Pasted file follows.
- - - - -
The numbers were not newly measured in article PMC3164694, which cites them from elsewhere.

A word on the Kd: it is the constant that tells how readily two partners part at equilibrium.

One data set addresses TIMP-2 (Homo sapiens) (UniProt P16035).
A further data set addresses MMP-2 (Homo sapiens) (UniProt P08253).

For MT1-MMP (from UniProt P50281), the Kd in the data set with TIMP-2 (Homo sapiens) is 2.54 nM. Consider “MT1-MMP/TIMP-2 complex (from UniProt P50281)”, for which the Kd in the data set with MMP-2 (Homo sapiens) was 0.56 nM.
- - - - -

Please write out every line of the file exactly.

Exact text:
The numbers were not newly measured in article PMC3164694, which cites them from elsewhere.

A word on the Kd: it is the constant that tells how readily two partners part at equilibrium.

One data set addresses TIMP-2 (Homo sapiens) (UniProt P16035).
A further data set addresses MMP-2 (Homo sapiens) (UniProt P08253).

For MT1-MMP (from UniProt P50281), the Kd in the data set with TIMP-2 (Homo sapiens) is 2.54 nM. Consider “MT1-MMP/TIMP-2 complex (from UniProt P50281)”, for which the Kd in the data set with MMP-2 (Homo sapiens) was 0.56 nM.